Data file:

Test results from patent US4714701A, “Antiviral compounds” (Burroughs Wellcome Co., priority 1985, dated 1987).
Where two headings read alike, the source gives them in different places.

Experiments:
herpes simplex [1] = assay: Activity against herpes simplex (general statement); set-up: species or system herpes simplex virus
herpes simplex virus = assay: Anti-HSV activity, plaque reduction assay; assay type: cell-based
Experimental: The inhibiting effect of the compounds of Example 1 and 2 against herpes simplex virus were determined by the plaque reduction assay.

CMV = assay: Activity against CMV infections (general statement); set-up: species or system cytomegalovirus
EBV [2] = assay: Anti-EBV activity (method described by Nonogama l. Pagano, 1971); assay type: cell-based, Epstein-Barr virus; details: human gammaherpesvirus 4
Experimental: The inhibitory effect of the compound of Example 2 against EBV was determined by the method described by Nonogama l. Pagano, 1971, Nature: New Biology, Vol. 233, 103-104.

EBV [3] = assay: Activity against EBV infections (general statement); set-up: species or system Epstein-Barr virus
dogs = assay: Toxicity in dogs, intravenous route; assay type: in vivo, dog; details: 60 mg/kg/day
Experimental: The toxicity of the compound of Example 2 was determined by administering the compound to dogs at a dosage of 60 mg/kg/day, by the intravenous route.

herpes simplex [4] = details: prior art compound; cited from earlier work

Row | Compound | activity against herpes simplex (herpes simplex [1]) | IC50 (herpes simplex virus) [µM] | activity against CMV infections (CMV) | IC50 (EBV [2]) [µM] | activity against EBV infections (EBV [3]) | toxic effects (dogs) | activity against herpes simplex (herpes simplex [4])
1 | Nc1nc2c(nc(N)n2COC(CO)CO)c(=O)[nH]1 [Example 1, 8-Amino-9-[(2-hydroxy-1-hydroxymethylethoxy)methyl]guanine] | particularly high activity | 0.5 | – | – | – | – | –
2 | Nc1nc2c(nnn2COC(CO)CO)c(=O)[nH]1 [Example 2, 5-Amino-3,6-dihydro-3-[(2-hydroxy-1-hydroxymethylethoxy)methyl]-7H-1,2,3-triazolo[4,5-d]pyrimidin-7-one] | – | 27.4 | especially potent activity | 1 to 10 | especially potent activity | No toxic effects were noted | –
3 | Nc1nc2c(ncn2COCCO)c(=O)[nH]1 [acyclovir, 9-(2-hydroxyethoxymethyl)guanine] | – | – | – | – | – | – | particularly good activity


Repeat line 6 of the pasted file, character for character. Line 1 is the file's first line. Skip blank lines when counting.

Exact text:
Experimental: The inhibiting effect of the compounds of Example 1 and 2 against herpes simplex virus were determined by the plaque reduction assay.